Ghana’s politics still low on issues
An ongoing study being undertaken by a political scientist has indicated that in spite of over a decade of democratisation in Ghana, political participation based on the espousal of burning issues is very low.
Presenting a paper on the interim findings of the study at a seminar in Accra, Thomas Maxwell Aidoo took issue with political analysts who contend that the country's democratic process is growing in leaps and bounds due to the existence of a multi-party dispensation.
The study which categorises political participation into four types, being conducted by Thomas Maxwell Aidoo, a Research Fellow at the Institute African Studies University of Ghana, Legon. The first category is spectator-type politics which involves citizens attending party rallies and wearing T-shirts. The second kind of participation dubbed transitional politics is characterised by high vote registration, voting and engagement in political discussions. The third is termed gladiatorial participation as individuals engage in funding raising, attend party caucuses and present themselves as candidates in national elections. The fourth category known as issues politics, occurs when the citizenry are concerned with championing particular issues that benefit the nation as a whole, and not a specific partisan cause or issue.
According to him, while, issues politics is regrettably low in the country, the other three categories are very high. “Issue politics is low. My explanation is that neo-patrimonialism breeds low political participation,” Dr Aidoo told The Statesman after his presentation.
“Politicians reward their followers to get power and this creates patronage. That too produces sycophancy and you don't expect a sycophant to engage in issue politics. You can't challenge the person who is feeding you. So there is too much sycophancy in our politics.” He said other factors account for the clientilism that exists in the body politic, citing the citizen's level of education, economic power and social status as constituting 36% of the cause of neo-patrimonialism, while 64% is attributed to the incidence of low issues politics. “There are so many clients and patrons.”
After examining the political history of Ghana from colonial rule to 1991, the study arrived at some conclusions. Firstly, both liberal democracy and coercive authoritarianism and liberal democracy have occurred alongside the steady deterioration of economic and social conditions. Thus, authoritarian rule and deterioration of socio-economic conditions have been mutually reinforcing.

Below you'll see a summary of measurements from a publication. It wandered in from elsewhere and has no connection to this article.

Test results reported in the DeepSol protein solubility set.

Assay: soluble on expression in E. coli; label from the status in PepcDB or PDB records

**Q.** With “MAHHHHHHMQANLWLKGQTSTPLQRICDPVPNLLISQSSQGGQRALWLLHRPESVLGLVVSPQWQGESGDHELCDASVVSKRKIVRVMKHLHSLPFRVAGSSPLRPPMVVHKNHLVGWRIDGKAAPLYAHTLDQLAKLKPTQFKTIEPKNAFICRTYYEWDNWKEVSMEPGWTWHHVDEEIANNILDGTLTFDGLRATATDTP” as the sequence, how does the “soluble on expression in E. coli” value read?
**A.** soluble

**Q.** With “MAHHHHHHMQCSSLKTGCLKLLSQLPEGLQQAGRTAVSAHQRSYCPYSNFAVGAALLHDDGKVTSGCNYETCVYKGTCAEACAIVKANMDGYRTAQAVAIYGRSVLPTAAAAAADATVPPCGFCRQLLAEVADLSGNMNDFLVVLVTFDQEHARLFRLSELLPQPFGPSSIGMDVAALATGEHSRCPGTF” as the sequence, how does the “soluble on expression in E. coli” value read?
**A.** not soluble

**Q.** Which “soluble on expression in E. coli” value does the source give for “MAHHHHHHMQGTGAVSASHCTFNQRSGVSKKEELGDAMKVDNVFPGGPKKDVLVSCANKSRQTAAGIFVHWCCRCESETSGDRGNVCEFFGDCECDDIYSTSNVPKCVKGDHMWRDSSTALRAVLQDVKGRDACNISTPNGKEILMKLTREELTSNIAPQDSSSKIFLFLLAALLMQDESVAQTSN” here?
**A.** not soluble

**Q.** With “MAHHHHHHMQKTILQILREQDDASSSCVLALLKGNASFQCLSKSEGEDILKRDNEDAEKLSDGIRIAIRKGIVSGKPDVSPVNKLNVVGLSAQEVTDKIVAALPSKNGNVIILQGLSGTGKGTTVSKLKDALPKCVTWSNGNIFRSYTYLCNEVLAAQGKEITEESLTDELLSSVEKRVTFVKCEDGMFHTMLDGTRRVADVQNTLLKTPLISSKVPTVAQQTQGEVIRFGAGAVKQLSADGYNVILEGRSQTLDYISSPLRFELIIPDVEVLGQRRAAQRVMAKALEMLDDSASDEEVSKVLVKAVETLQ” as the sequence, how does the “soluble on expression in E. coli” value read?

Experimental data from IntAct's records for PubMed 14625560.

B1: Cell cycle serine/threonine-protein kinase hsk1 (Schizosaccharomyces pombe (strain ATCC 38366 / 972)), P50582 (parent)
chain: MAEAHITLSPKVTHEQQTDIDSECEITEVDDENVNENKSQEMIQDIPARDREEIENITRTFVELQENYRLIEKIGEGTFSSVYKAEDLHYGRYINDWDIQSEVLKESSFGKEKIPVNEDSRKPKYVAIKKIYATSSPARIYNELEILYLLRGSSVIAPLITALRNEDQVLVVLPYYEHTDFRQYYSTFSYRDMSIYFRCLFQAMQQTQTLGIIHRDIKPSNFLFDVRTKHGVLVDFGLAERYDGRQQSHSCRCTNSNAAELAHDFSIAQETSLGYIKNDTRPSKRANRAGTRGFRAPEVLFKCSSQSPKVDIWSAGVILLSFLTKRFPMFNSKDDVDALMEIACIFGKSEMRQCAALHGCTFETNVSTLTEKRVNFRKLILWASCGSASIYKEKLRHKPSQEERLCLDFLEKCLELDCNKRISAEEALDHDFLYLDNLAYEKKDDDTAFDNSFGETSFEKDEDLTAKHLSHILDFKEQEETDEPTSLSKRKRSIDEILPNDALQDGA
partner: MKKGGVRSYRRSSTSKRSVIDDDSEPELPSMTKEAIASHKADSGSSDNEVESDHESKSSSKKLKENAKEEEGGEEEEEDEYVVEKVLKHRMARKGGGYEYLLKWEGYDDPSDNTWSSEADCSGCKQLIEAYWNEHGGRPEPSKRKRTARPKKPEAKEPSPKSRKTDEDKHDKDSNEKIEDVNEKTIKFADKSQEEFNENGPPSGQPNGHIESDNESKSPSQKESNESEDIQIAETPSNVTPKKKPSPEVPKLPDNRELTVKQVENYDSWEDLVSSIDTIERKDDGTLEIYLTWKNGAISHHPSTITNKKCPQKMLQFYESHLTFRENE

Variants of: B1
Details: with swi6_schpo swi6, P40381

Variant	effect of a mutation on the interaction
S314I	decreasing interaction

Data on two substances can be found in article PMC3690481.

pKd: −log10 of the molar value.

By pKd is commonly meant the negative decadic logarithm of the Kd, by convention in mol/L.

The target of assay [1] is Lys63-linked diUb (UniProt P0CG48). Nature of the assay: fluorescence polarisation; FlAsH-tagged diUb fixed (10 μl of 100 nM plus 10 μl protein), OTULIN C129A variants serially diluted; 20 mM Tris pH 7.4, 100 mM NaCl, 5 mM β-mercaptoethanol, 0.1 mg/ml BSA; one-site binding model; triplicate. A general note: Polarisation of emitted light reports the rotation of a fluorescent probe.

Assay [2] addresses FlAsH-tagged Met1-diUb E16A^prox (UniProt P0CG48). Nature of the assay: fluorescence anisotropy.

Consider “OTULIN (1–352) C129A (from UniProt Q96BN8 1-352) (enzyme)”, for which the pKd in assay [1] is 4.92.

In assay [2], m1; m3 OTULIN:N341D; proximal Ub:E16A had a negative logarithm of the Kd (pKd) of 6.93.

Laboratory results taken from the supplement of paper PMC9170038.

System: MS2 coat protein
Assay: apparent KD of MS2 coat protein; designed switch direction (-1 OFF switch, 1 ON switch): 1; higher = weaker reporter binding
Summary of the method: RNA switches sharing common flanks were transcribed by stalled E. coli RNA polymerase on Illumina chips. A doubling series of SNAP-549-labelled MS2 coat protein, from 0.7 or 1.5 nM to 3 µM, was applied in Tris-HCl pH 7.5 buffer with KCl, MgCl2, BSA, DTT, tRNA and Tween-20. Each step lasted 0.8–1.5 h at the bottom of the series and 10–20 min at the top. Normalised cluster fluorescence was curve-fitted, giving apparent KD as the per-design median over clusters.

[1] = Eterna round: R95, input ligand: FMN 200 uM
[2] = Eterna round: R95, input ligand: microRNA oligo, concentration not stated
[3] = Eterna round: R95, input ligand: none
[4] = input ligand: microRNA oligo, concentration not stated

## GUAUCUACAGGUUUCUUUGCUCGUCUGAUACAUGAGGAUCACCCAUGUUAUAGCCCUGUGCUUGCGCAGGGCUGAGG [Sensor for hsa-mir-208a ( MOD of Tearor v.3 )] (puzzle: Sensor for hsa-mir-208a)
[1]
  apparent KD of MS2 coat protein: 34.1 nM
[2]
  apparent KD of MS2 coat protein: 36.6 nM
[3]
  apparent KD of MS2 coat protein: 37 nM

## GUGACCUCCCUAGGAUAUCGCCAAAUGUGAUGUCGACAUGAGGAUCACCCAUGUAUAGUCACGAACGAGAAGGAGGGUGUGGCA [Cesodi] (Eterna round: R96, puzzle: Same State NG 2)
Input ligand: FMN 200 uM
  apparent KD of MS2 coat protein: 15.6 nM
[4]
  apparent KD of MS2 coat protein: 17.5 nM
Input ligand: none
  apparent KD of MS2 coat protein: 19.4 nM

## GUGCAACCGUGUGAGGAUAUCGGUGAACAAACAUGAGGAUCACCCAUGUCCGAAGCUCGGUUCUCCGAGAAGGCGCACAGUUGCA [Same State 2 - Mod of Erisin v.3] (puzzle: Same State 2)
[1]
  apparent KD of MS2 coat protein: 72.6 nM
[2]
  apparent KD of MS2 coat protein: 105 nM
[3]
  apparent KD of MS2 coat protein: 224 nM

Thirdly, changes in constitutional or authoritarian governments are always accompanied by a reconstruction of political spaces, resulting in either a closure or opening of the political arena.
“Sometimes, reconstruction of political spaces has either led to a balanced centre of political gravity (as in the Acheampong's years) or to ethnically slanted centre of political gravity (as during the Busia period). And sometimes it has led to the surfacing of 'movement politic' (as in the early years of the Rawlings' PNDC period). In all cases, however, the outcome has been participation or de-participation and politicisation or depoliticisation,” Dr Aidoo stated.
He said an important development in the period was the loss of state authority, autonomy and legitimacy, privatisation and appropriation of the state; and the development of the state as all excrescence, which undermines its own stability. He explained that what makes the New Patriotic Party viable and strong today is that ex-Premier Kofi Abrefa Busia developed and nurtured vertical solidarity whereas former President Kwame Nkrumah depended on horizontal alliance.
“The vertical solidarity is ethnically based while horizontal solidarity is based on social classes. The tribes are more enduring than class formation which keeps on changing since it is in a state of fluidity. The Akan ethnic group largely supports the NPP.”
“Another conclusion that can be drawn from the Ghanaian experience is the continuity of new patrimonial practices in combination with some liberal institution building which mirrors Ghana's contradictory historical legacies. These legacies have fashioned consolidation, fragmentation and re-ordering as recurring themes in Ghanaian politics.”